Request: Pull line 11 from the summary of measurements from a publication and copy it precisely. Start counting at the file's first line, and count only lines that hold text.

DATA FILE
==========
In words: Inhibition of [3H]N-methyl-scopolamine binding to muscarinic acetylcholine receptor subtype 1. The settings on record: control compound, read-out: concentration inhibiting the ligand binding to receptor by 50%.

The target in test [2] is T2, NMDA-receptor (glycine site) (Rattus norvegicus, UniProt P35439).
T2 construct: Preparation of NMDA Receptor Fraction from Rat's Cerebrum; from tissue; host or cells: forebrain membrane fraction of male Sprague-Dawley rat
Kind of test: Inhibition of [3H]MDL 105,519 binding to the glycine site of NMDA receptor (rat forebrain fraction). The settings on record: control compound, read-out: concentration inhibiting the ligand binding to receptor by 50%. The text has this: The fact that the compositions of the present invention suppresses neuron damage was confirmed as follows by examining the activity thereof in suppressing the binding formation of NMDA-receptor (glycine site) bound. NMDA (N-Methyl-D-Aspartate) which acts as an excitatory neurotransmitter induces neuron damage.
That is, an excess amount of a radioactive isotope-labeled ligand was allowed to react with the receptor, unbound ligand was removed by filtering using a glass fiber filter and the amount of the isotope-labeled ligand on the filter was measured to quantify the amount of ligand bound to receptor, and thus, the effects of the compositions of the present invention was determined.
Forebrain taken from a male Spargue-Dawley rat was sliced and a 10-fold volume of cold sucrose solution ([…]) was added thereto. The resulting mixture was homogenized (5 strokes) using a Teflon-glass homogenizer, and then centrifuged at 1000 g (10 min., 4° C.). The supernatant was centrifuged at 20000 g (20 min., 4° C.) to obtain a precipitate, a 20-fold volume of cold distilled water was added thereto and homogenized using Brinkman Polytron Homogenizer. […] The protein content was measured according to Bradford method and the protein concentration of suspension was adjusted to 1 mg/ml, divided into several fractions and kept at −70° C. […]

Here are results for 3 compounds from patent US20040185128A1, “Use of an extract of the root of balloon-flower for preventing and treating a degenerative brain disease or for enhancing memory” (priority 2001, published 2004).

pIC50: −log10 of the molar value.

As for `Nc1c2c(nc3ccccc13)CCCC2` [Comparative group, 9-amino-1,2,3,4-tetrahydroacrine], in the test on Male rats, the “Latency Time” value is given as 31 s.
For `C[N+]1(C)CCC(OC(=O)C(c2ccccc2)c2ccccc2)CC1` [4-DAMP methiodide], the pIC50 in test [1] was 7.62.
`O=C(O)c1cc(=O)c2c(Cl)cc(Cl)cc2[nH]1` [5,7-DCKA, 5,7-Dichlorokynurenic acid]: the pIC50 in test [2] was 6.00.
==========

`O=C(O)c1cc(=O)c2c(Cl)cc(Cl)cc2[nH]1` [5,7-DCKA, 5,7-Dichlorokynurenic acid]: the pIC50 in test [2] was 6.00.